PAGE 4 • THE FIL-AM COURIER • JUNE 1-15, 2014
By KATHLEEN LEE
Photo shows Christina Marzo and her dad, Lindy Marzo during Christina’s recent graduation from UH Manoa’s John A. Burns School of Medicine. Photo courtesy of Marzo family.
Cover concept by Noah Felipe and Jeff Orig of OrigMedia. (www.OrigMedia.com)
Lindbergh “Lindy” Marzo is a well-rounded individual. Born and raised in Honolulu, the 63-year old Meeting and Event Planning Consultant packs an impressive resume. He received higher education from multiple institutions – UH Manoa, Rutgers, and San Francisco State University. He is a Board Member for the Boy Scouts of America – Aloha Council, and volunteers to serve meals to the homeless at the Institute for Human Services (IHS). A man rooted in his Catholic faith, he has been a member of the Newman Center Holy Spirit Parish at UH Manoa for the past twenty years. Marzo spends his spare time doing various activities which keep him moving: cooking, playing golf, biking, hiking, camping, body surfing, playing the ukulele, singing, watching movies, theater and concerts, and visiting art museums and outdoor fairs. He also indulges in quieter moments during reading and meditating. Marzo finds the greatest pride of his life in his two children – Christina Viggiano Marzo, 28, and Steven Viggiano Marzo, 25. Both children are Punahou School and University of Notre Dame alumni. Christina recently graduated from UH Manoa’s John A. Burns School of Medicine (JABSOM). In addition to her medical degree, Marzo’s daughter holds a Masters degree in Public Health, and studied Film at Notre Dame. She has also performed hula three times in Hilo’s Merrie Monarch Festival.
JOYS IN HIS CHILDREN’S ACADEMIC SUCCESS
Marzo’s son Steven is currently a Certified Public Accountant at Ernst and Young in San Francisco. His athletic prowess has been demonstrated in college water polo, boxing, and a triathlon. Marzo gives equal credit of his children’s successes to their mother, Anna Viggiano, a woman who received two Master
degrees and a Ph.D. from the University of HawaiiManoa. “She has probably been the most influential to our children and I know that for a fact,” Marzo stated. What was/is the most challenging part of being a single father? I became a single father after my children entered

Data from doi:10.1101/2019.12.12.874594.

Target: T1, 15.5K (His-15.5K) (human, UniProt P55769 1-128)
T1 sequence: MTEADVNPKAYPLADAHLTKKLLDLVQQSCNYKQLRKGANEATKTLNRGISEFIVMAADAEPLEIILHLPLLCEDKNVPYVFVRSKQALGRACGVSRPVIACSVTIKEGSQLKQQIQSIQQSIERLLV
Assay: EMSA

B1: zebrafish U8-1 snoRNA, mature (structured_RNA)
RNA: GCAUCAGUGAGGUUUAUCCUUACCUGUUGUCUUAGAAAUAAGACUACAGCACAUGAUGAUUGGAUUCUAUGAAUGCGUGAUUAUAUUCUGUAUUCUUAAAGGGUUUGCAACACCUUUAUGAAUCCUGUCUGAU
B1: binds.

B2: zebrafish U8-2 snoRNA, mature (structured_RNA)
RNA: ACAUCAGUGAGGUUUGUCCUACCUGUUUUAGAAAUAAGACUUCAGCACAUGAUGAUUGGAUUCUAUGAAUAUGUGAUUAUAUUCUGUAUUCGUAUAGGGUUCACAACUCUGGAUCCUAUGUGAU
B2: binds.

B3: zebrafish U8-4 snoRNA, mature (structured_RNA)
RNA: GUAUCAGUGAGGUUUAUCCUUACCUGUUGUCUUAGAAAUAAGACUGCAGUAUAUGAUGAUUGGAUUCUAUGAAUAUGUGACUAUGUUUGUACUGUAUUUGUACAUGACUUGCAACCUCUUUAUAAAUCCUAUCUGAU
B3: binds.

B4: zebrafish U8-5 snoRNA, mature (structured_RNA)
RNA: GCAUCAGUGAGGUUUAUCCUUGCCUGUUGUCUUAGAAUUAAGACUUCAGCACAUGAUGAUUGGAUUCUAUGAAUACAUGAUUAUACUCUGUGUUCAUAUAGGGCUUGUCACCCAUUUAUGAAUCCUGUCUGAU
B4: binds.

college. By then, much of their formative years requiring constant parental support and guidance had slowly diminished. Their mother and I shared many of the child-rearing responsibilities. Being a single father meant trying to understand how my young adult children were changing as their college years went by. I was challenged by
THE FIL-AM COURIER • JUNE 1-15, 2014 • PAGE 5
honoring how they wanted to become independent, and how they did not want to divulge every detail of their busy lives. It was also financially challenging to get to and from their Midwest University for annual visits and football game weekends. What was/is the most rewarding part of being a single father? The most rewarding was to see both children graduate from one of the top twenty universities in the US. The highlights were seeing my son receive his CPA credentials and then a month later, seeing my daughter receive her medical degree at UH. What characteristics, qualities, and other elements assisted you in raising your children/ keeping your family together? Stay interested in what your children are doing at the moment. Ask questions and enjoy listening to their stories. Celebrate birthdays and holidays together. Keep other family members involved and invited to family celebrations. Go to church regularly. Eat dinner together at a table regularly. Any advice on raising a family as a single parent? Get lots of help from academic teachers, coaches, school administrators and staff, religious teachers, music, art, dance and theater teachers, other parents, grandparents, neighbors, aunts and uncles. It’s more fun to have others work with you to help raise a child. No TV on school nights, and participate in after-school activities that are meaningful to your child.
One word to summarize your experience as a single parent: Terrific!